This is SO WELCOM – Thank you I will devour this!!!!!

  4. Stephen Mark says:

    I’m retired now but have lived through the transition from film to digital editing. I’ve forgotten how to operator more editing systems than I know. On the question of learning new software, my advice is to learn it when someone is paying you to learn it. If you’re already comfortable with an editing program and have no financial need to learn another one, the most likely result of your effort will be time lost learning something you’re likely to forget. If down the road you are required by some employer to use that program you learned all those months ago, you’re likely to find you have to take a refresher course anyway and a lot of what you do remember will have changed. In my career, the only program I ever decided to learn on spec — it was called Ediflex — was one of the only programs I never used on a job. It no longer exists (although one of its features survives inside Media Composer) and all the experience gave me was a cautionary tale. (Now if someone knows a good teacher for Adobe Animate, that would interest me. I’d love to make cartoons for my grandchildren.)

    • Larry Jordan says:


      Thanks for your comments. I think there are different issues at play. It is important, I think, for editors to know at least two editing programs. First, job security. If a client requires you to use specific software it helps to know how it works before confronting a deadline. Second, learning different software helps illustrate that there’s a commonality between all of them.

      Software is the manifestation of a philosophy. It’s the concrete example of how the programmer “thinks” editing should be done. As each of us thinks differently, so also programmers think about editing differently. And I’ve learned that discovering these differences helps me to better understand the software I’m using.

      That being said, there’s also the intellectual curiosity of learning something new simply for the sake of learning something new. Why? Simply because it is there.


      • Stephen Mark says:

        I certainly endorse the value in learning something new. My advice concerns when to learn it. If you have no requirement to put what you’re learning to use fairly soon after you’ve completed the lesson, there’s a good chance your newly acquired skill will fade from memory. Use it or lose it is a valuable cliche. You’re learning Resolve because you’ve made it your job to teach software. That’s a perfect reason to make the effort. I’ve never learned Final Cut X (despite my having edited projects on FCP 7) because I’ve never been asked to use it on a project. Were someone to do that tomorrow, I’d tell him I’m a whiz with it, then I’d log into one of your courses and make myself an honest man.

  5. David Medina says:

    I honestly don’t understand your issues with multicam in Davinci Resolve. Maybe I don’t understand what is that you are trying to do and why. But I cut multicams every week on Resolve without any issues.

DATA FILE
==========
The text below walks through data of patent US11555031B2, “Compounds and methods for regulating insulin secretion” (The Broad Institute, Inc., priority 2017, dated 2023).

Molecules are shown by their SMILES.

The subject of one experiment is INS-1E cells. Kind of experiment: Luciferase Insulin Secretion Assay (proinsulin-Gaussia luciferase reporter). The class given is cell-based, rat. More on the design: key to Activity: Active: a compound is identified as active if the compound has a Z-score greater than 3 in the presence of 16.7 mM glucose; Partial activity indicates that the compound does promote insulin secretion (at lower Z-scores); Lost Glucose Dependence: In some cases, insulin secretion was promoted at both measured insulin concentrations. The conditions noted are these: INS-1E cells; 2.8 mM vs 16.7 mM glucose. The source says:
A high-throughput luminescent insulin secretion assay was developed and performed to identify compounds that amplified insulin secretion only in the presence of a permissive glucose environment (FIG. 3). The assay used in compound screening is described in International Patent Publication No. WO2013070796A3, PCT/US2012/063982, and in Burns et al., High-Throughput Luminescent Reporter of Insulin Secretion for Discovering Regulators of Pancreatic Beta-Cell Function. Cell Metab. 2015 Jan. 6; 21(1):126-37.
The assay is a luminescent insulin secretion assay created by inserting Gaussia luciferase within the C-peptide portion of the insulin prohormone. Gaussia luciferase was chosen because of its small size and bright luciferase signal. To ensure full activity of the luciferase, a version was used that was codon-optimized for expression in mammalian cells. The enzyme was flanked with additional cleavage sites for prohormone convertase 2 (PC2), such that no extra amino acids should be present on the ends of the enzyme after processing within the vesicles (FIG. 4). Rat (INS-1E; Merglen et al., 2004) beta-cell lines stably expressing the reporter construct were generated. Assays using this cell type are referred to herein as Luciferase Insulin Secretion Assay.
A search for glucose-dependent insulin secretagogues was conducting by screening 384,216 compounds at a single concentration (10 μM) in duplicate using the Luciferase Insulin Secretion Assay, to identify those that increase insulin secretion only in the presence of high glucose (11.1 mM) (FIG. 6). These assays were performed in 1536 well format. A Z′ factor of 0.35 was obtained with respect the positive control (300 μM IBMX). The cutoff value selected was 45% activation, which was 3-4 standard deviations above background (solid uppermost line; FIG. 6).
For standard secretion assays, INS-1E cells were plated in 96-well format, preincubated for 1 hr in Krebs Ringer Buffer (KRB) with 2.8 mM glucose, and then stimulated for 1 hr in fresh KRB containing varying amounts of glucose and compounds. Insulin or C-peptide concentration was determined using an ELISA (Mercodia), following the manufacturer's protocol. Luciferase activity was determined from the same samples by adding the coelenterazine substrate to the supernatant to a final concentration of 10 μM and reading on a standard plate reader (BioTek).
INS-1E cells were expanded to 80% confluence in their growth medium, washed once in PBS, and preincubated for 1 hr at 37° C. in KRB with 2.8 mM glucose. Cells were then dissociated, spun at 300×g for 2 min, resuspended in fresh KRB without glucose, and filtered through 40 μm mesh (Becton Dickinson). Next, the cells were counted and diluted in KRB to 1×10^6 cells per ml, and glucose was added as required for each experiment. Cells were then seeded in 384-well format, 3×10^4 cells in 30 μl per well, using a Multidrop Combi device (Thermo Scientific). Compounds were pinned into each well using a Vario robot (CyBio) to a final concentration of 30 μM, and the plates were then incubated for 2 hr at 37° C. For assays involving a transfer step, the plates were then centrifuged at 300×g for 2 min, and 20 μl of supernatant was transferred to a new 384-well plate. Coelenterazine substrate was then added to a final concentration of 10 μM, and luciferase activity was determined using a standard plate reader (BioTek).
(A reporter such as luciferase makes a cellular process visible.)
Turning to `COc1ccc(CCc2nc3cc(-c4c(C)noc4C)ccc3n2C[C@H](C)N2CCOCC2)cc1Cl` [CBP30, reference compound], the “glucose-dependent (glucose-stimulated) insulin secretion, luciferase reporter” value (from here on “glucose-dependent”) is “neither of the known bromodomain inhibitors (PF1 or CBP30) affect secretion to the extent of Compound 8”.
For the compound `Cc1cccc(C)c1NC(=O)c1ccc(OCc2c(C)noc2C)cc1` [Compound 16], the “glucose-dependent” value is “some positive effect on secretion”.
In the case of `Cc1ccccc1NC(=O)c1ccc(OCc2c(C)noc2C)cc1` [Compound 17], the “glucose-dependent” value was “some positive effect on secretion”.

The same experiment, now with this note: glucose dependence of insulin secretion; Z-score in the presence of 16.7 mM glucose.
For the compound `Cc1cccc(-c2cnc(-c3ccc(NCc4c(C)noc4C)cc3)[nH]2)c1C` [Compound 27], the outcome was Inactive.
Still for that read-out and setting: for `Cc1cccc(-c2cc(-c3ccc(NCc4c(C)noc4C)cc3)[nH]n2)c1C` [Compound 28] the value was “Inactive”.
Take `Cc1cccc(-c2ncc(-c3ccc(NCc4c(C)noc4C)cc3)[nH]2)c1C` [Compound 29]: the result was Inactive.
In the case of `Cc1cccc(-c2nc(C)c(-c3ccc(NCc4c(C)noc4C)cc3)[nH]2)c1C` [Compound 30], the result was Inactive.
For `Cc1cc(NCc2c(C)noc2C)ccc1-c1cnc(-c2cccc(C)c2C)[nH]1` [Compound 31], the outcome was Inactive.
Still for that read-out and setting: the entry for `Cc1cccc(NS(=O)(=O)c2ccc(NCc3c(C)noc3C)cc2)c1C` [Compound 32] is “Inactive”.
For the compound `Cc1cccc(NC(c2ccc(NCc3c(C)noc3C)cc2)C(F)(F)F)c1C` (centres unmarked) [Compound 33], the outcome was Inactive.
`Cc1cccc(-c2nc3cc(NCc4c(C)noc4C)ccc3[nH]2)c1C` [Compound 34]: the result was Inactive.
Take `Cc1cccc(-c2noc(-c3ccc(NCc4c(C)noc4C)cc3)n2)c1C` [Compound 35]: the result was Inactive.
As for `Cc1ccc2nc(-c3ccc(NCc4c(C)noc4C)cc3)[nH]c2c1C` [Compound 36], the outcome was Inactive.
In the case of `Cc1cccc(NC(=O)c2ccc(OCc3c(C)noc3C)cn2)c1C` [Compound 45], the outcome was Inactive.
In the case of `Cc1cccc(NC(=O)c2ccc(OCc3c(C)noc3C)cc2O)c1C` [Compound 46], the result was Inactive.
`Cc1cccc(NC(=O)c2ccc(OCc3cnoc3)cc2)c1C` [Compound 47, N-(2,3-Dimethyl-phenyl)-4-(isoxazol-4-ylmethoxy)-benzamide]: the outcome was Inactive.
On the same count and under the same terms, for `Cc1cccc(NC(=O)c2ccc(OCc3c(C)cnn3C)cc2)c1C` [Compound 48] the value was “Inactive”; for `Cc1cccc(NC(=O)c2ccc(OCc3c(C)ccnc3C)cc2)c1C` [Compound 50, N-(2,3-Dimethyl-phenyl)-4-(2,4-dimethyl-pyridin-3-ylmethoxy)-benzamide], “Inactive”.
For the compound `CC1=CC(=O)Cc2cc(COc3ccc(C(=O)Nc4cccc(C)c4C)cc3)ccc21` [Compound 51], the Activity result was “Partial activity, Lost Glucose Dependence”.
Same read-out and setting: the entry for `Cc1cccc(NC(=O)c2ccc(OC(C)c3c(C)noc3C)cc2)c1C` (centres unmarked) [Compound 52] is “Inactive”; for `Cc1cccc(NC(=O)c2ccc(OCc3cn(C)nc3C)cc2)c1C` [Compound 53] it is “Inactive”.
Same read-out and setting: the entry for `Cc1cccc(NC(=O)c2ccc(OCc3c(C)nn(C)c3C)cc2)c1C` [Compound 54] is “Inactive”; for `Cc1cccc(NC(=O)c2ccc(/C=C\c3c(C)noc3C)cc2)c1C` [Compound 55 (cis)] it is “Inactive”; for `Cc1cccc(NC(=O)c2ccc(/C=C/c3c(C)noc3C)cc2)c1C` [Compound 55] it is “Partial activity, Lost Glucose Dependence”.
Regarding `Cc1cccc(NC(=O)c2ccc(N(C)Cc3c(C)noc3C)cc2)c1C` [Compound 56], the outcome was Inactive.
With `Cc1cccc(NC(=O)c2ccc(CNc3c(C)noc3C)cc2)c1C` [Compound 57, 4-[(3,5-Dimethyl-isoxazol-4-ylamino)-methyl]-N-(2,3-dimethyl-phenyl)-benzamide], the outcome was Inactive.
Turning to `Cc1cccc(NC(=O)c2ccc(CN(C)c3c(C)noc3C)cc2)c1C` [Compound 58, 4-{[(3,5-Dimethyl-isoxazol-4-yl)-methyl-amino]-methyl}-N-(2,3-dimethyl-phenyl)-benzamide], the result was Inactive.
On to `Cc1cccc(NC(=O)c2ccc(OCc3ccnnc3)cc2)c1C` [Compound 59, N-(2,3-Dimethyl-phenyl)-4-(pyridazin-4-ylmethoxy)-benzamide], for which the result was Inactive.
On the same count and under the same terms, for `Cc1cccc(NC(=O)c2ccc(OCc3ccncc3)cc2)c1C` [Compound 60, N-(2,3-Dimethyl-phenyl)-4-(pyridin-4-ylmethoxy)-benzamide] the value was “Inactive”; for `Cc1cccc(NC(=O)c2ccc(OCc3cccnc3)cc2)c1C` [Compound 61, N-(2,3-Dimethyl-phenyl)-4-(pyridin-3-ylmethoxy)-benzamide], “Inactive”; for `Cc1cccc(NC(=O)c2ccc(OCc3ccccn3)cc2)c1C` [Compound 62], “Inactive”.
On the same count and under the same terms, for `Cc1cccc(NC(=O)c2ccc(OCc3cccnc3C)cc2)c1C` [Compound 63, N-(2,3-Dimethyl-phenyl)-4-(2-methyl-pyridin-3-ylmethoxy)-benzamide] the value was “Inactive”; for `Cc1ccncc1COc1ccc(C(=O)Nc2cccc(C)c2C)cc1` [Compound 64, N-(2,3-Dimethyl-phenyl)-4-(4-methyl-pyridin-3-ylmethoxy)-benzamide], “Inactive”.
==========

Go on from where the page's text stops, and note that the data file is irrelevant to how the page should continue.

Can you clarify what and why are you trying to accomplish?

    • Larry Jordan says:


      Yup, it should be easy. But, for some reason, it is not.

      * I can create a multicam clip.
      * I can edit the multicam clip into the timeline.
      * I can display the angles in the multicam clip in the Preview monitor.
      * I can play the multicam clip in the timeline.
      * But I can NOT play the multicam clip in the timeline with angles displayed in the Preview monitor.

      I have:

      * Created a new multicam clip
      * Created a new timeline
      * Created a new project
      * Reinstalled Resolve

      Nothing, currently, allows me to play a multicam clip while also watching the angles.



  6. Leonard Levy says:

    Larry , I also don’t know what your problem with Resolve multicam is but I have had wonderful experiences cutting multicam in Resolve. As an example I have an older 2017 iMAC (top of the line maxed out but still 2017). I was able to easily cut 6 camera multicam from UHD originals and do extensive color correction while working without a hitch and running a secondary Thunderbolt monitor and a Flanders monitor for color at the same time . I did use proxies but they were not very low quality – Good enough so I could evaluate my color from them though I did frequently and easily bounce back to the originals to double check. I always found the proxies good enough for my corrections though. The timeline usually ran well.

    • Larry Jordan says:


      Thanks for your comment. I’m looking forward to figuring out why multicam doesn’t work for me. As soon as I do, I’ll write up a tutorial on my experiences.


  7. Edward Goldstein says:

    I am also retired. Having worked on Avid, Final Cut 7, & Premiere before getting Davinci I found that the easiest way to adapt was to use the same keyboard shortcuts & follow as closely the same methodology. The major advantage to Davinci is cost & the flow from edit to color to effects et. al. I worked in news, magazines, & documentaries. I rarely had to delve deeply into effects. Kept it simple.